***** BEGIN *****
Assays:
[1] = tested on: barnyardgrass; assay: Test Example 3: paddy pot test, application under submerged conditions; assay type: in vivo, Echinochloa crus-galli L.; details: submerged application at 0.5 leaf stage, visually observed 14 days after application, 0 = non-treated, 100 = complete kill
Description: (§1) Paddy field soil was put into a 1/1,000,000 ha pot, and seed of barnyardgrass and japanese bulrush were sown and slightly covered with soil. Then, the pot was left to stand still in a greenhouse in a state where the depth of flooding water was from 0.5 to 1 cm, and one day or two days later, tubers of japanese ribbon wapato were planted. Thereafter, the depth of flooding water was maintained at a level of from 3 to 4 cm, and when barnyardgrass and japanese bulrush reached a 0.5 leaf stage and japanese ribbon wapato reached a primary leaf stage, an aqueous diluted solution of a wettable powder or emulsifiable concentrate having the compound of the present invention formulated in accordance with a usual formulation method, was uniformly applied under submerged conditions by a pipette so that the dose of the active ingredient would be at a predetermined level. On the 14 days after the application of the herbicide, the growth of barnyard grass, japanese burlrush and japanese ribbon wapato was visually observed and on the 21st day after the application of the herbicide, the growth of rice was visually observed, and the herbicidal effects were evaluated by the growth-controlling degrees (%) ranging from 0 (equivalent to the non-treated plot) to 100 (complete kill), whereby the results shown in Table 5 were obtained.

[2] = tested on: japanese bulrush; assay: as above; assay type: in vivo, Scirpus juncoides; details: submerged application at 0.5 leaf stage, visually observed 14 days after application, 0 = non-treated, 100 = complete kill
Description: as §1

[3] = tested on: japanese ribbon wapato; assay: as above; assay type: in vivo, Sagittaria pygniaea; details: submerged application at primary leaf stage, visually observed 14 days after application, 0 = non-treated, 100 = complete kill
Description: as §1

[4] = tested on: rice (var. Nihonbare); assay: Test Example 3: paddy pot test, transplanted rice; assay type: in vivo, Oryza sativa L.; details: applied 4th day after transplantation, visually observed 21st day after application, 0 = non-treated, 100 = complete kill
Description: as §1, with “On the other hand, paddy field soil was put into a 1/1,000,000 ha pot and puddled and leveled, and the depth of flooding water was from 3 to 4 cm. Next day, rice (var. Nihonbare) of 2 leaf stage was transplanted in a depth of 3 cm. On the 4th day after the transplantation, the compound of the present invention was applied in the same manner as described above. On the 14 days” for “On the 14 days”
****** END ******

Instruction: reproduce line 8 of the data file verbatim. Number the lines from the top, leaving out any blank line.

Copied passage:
[4] = tested on: rice (var. Nihonbare); assay: Test Example 3: paddy pot test, transplanted rice; assay type: in vivo, Oryza sativa L.; details: applied 4th day after transplantation, visually observed 21st day after application, 0 = non-treated, 100 = complete kill